What do you want to be when you grow up?
We heard this question at least 50 times by the time we were old enough to tie our shoes.
Who am I? Where did I come from? How big is the universe? How soon can I become a doctor?
These are the questions Kris Verburgh asked himself by the time he finished Kindergarten.
In 2017, Dr. Verburgh appeared on TedX-Rome. In his 13 minute speech, he didn’t even mention that he graduated Magna Cum Laude from the university of Antwerp, Belgium as a physician. But he did mention that he was “disappointed in medicine.”
*Listen to my amazing interview with Kris here*
Why? “Because we cannot cure Alzheimer’s disease, heart disease, or stroke. And we cannot undo the damage caused by them. We cannot even cure a simple common cold.”
Inquiring Minds Want to Know
While Dr. Verburgh looks like a younger version of the lead guitarist in Weezer, his inquisitive mind has always set him apart from the average overachiever. He is the Chuck Norris of overachievers.
“I was always asking questions, and always looking for answers,” admits Dr. V. By the time he was 16, he had already written and published his first book about the wonders of the universe, a topic that has always intrigued him.
“Science makes you humble. If you look at how big the universe is, there are over 300 billion stars in our galaxy, and there are hundreds of billions of galaxies in the visible universe. Many of them will probably have life.” (7:29)
By age 28, he had finished writing his third book.
You would think that accomplishing so much in such a short amount of time would be cause for self-celebration, but Dr. Verburgh thinks otherwise. He labels himself “small” in the universal scheme of things, considering his work and findings to be but a glimmer of light when compared to the vast potential of knowledge and truth.
A few “ah-ha” moments from our interview:
*All life has DNA, including bacteria. “It is very likely that other species (no matter how simple) have consciousness just as humans and animals do.” (8:30)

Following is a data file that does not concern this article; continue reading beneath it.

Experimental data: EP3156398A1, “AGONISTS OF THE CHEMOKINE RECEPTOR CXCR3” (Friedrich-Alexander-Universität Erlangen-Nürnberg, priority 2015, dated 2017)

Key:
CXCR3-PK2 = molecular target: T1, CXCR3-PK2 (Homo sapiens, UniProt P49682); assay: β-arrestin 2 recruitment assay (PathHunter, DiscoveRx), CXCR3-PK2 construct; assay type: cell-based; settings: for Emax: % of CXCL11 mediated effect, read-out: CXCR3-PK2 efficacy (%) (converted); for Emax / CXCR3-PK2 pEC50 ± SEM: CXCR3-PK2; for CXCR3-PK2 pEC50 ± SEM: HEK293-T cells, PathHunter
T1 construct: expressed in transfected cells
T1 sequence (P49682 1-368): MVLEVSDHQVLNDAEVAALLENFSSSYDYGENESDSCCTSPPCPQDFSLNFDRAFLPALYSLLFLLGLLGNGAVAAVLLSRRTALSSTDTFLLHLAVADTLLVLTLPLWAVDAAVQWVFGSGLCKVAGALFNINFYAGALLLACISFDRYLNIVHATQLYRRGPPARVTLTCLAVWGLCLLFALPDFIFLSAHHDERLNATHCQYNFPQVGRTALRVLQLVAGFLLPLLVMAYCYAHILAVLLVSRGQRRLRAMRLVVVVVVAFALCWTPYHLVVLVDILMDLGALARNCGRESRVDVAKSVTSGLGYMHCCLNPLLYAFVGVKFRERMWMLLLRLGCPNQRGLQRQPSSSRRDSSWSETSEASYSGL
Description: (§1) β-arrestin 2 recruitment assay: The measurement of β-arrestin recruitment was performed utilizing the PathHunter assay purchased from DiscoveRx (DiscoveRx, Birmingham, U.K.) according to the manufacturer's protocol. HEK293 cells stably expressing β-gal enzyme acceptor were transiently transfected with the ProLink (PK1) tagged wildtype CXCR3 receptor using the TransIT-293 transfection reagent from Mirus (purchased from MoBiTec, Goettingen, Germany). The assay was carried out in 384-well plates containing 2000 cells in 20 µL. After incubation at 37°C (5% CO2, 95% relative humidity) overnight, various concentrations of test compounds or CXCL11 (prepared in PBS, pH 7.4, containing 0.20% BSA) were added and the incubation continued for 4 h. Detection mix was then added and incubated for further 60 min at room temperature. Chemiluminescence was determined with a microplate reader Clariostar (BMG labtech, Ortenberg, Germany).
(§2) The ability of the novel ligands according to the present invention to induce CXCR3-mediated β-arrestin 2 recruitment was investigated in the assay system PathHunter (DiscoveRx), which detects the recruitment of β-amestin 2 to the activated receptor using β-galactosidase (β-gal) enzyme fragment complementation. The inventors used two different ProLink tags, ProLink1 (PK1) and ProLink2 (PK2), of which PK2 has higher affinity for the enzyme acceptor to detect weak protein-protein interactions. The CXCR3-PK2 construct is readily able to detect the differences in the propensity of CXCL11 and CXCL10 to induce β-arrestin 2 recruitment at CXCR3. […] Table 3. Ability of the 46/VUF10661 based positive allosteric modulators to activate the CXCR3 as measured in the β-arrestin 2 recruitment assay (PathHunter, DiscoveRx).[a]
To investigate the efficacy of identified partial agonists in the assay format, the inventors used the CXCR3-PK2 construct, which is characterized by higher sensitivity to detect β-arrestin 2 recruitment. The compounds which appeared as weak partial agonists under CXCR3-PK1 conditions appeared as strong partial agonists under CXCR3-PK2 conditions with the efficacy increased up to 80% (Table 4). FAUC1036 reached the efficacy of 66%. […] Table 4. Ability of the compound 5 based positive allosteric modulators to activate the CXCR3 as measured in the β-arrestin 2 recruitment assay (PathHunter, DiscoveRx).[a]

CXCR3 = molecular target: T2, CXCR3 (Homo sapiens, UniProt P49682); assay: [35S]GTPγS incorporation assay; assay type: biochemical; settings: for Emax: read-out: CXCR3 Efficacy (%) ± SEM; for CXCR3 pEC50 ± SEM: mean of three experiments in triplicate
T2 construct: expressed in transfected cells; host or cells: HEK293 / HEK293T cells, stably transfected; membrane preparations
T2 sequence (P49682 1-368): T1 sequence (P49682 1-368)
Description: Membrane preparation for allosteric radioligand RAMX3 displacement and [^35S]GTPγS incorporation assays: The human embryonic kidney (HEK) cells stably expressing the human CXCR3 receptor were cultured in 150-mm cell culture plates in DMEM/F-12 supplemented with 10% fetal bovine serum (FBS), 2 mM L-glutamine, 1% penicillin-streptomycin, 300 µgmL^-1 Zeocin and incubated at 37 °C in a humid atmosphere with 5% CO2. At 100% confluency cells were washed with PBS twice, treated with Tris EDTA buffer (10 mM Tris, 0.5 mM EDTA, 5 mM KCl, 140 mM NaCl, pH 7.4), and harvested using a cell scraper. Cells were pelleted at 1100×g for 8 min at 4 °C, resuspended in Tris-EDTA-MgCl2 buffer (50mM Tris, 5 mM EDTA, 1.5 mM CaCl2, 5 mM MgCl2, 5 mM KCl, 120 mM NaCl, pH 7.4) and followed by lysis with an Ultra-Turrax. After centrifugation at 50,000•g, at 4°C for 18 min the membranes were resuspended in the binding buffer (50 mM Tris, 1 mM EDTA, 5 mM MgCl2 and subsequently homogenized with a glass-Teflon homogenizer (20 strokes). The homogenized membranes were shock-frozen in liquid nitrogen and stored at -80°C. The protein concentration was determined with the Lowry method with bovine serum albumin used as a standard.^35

*Knowing our commonalities with other forms of life helps us treat them with greater respect.
The Hallmarks of Aging
The past few years have seen Dr. V dialing in on creating a diet that promotes longevity and developing supplements that are specific to anti-aging. He and his team brought their individual skills together to create a simple plan, called the Novos program. (Check it out at Novos.com)(10:15)
He explained 9 of the main causes of aging in simple terms:
1. Epigenetic Dysregulation. Epigenomes are chemical compounds that determine which of our genes are switched on or off, tells them what to do and when to do it. Changes in the DNA based on our epigenomic activity are actually passed on to our children! The older we get, this system of checks and balances breaks down, and sometimes allows our negative genes to be turned on inadvertently. Examples include “pro tumor” genes, “pro inflammation” genes, or the turning off of “housekeeping” or “maintenance” genes that are crucial to DNA repair.
“Recently, we have seen studies that show it’s possible to rejuvenate animals, to make old animals younger again–to reverse aging. It’s absolutely fascinating.” (12:30)
2. DNA Damage. Poor diet, ultraviolet and ionizing radiation, and heavy metals and chemicals in the environment all contribute to damaging our DNA.